The ABC of recall
The ABC of recall; how to deal with forgetfulness and build strong recall memory.
One of the things that bothers every human is the situational inability to recall a word, or event when he/she pertinently needs to.
This mind disturbing phenomena has made scientists to seek for ways to improve the average human recall memory.
This article is about unravelling to you some (scientifically) proven techniques through which you can easily recall either the notes you’ve committed to memory while preparing for an examination, or recount an event that you so wish to relate at any given moment or time.
Before I go ahead to give you a run down of these techniques I’ll love to let you know that on a positive light; the human brain actually stores every event that is imputed into it ( that’s to say whatever you see, hear, smell or feel is permanently stored in your brain) and at such there’s no such thing as losing memory of something, i.e. to a normal, healthy person.
To reinforce this assertion, popular neurosurgeon Dr Ben Carson stated that from his experience and findings while in active service; the human brain takes a precisely accurate record of every single thing the eye beholds and safely stores them, and the singular duty left for the individual is to retrieve those things that have been recorded.
So the question goes; how then can I retrieve something that I’ve put to memory?
In answer to the above question, I’ll establish two basic principles upon which memory recall relies.
The first is the principle of;
This is the first and basic principle that helps in memory recall. This is because the brain classifies information inputted into it between important information and non-important information. In this regard the brain only makes an effort to recall items that have been classed as relevant and necessary, making it important that the learner ensures that he/she is intentional about what he/she learns which is intended for specific recall.
The second principle is:
This principle is practically attached to the first in that intentional learning can only be possible when their is focus attached.
Focus is that mood one gets in when he/she is only conscious aware of one particular event.
Reason has it that there is a higher probability for a person who focuses during a seminar to recall what was being said than for an individual who couldn’t let his mind stay on the event at hand.
The above principles being established, I’ll now go ahead to outline and briefly explain three practical techniques you can engage to improve memory recall.
The first is,
This particular technique is about the most popular memorization technique that promotes memory recall. Repetition is simply the rehearsal of something learned with the purpose of recalling it in the future when the information is needed. This is a technique peculiar to students who are preparing for their examinations.
So how does this work?
Repetition is valid only when it is done within regulated, specific intervals and this serves as reinforcement to that which has been learnt and as a reminder to the brain that this particular information is of utmost relevance and has to be available for recall when needed.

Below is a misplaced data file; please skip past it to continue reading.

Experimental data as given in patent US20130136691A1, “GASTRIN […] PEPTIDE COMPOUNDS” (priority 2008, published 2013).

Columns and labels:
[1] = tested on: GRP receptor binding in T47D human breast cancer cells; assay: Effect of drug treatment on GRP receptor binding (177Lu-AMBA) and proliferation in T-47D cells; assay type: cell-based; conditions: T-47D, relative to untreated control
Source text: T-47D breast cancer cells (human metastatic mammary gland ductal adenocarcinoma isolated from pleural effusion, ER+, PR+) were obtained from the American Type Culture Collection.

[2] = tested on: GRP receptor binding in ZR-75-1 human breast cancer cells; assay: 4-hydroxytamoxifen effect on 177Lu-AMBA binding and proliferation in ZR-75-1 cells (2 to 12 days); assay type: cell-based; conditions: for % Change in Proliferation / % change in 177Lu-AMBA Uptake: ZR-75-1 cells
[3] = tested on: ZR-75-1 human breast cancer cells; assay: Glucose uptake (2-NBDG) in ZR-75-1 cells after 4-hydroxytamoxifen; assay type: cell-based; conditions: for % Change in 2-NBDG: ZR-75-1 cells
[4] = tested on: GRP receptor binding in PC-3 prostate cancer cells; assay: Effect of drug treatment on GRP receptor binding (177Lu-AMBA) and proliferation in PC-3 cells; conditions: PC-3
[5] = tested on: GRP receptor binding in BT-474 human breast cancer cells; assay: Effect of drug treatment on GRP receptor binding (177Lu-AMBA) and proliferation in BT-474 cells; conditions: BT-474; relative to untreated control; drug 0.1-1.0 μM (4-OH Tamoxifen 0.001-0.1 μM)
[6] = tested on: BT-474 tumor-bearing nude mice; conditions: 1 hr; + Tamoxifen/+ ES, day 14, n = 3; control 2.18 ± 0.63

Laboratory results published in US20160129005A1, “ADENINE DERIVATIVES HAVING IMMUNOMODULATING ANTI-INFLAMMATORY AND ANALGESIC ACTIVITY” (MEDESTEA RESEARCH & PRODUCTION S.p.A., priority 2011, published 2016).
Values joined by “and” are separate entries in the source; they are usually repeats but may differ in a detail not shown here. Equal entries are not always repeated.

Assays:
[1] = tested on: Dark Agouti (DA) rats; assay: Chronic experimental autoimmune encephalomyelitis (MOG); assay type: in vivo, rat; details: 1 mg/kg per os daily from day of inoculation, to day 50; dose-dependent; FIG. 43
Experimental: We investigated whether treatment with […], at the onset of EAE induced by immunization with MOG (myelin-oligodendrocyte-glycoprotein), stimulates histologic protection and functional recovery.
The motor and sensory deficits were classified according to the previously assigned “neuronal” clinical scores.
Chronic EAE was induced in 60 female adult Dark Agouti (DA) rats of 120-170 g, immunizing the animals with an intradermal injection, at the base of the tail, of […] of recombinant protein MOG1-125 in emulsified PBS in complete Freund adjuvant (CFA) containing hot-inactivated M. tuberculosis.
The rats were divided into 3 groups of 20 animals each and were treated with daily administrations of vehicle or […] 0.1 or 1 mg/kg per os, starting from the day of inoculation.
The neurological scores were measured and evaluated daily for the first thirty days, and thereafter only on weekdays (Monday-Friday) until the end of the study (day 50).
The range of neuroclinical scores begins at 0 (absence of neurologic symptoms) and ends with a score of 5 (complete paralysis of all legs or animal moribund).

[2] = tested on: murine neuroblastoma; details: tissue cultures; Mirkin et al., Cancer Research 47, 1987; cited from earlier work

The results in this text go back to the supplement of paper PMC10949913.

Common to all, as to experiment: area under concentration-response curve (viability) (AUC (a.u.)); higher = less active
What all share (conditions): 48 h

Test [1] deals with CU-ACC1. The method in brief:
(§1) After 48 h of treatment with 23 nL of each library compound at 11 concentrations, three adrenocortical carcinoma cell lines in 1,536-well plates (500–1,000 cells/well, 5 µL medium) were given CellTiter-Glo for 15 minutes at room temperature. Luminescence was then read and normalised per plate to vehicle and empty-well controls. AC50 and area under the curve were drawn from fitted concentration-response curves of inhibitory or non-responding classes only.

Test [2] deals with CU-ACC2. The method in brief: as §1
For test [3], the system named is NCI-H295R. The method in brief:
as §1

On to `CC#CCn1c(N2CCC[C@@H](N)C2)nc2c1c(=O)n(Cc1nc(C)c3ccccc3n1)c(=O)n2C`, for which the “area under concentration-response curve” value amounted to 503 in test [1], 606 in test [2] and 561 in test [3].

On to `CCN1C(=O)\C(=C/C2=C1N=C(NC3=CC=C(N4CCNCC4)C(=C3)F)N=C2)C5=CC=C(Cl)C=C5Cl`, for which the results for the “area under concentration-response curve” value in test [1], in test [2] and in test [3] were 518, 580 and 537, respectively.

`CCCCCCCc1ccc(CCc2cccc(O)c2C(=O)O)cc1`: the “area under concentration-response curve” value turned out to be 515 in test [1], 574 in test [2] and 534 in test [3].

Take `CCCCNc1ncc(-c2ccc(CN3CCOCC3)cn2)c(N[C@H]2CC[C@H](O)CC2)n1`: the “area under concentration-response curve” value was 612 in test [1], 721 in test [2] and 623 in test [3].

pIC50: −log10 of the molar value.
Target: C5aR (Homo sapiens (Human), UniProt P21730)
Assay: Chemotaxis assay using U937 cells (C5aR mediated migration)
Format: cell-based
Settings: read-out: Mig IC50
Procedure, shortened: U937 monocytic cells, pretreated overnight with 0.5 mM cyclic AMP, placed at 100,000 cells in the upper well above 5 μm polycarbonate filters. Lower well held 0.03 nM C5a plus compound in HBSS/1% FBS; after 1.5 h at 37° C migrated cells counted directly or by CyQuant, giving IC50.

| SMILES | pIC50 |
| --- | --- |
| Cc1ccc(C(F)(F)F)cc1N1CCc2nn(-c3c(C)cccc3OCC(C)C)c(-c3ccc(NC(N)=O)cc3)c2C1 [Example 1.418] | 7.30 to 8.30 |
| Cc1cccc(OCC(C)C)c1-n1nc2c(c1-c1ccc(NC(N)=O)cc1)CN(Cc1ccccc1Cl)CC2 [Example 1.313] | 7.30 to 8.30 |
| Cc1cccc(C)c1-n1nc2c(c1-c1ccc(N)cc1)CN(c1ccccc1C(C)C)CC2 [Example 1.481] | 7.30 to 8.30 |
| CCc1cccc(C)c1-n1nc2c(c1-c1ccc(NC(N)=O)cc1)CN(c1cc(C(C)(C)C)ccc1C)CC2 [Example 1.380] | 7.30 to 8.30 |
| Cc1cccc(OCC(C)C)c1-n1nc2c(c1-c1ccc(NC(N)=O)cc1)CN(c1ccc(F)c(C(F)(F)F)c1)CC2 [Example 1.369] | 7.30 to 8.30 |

Intervals that have been recognized to be effective are:
First: repeat what you’ve learnt immediately after first learning.
Second repetition comes up after 20 minutes
Next up, repeat again after 6 hours,
Finally repeat and rehearse the memorized information after 24 hours.
The above procedure for spaced repetition works effectively for short-term recall for up to 6 months.
However for a longer recall duration, the spaced repetition should be done again after a month, then 6 months later. A recall that lasts for a lifetime will be sealed if the repetition is sustained annually thereafter.
Another established technique is the;
>>> Reverse recall
It’s been scientifically proven that the brain tends to make connections across events when it wants to make a recollection. In this order, recall of a past event is made possible by tracing the steps/actions one took sequel to the select event in reverse order, this creates strong links that’ll lead to the recall of the needed information.
This reverse learning is practically applied by first tracing one’s thoughts, words, actions or steps backward from the near last know junction and then making sequential links from each stop to the other taking cue from the environmental situations/changes that accompanied such events, the people around, the music played, the pauses made while studying and other vivid events around the recall period. This will help make clear links that will in turn seal a recall.
The last technique I’ll share is the use of
Acronym according to Merriam Webster English dictionary is defined as : “a word formed from the first letters of each one of the words in a phrase”
For a student preparing for exams where recall of exact words such as scientific and complex names are required, the use of acronyms come in handy.
An example of the use of Acronym is the popular coinage of ROYGBIV which spells the seven colours namely “Red, Orange,Yellow, Green, Blue, Indigo, and Violet.
In the use of Acronyms, I do advice that the student make use of a coinage that is less complex and very relatable to him as this will ease his recall of the memorized information.
There are a number of other techniques but I’ll prefer to end with these three so you can apply these techniques and see how fine they work.
For emphasis sake, I’ll restate that the act of memorization and recall is basically tied to the two principles of intentional, prioritized learning and focus – for these two form the foundation upon which the brain builds relevance around what is being learnt and hence prioritizes it for easy recall.
Thanks for reading through, I’ll love to receive feedback from you in the comment box below stating how this article has helped you.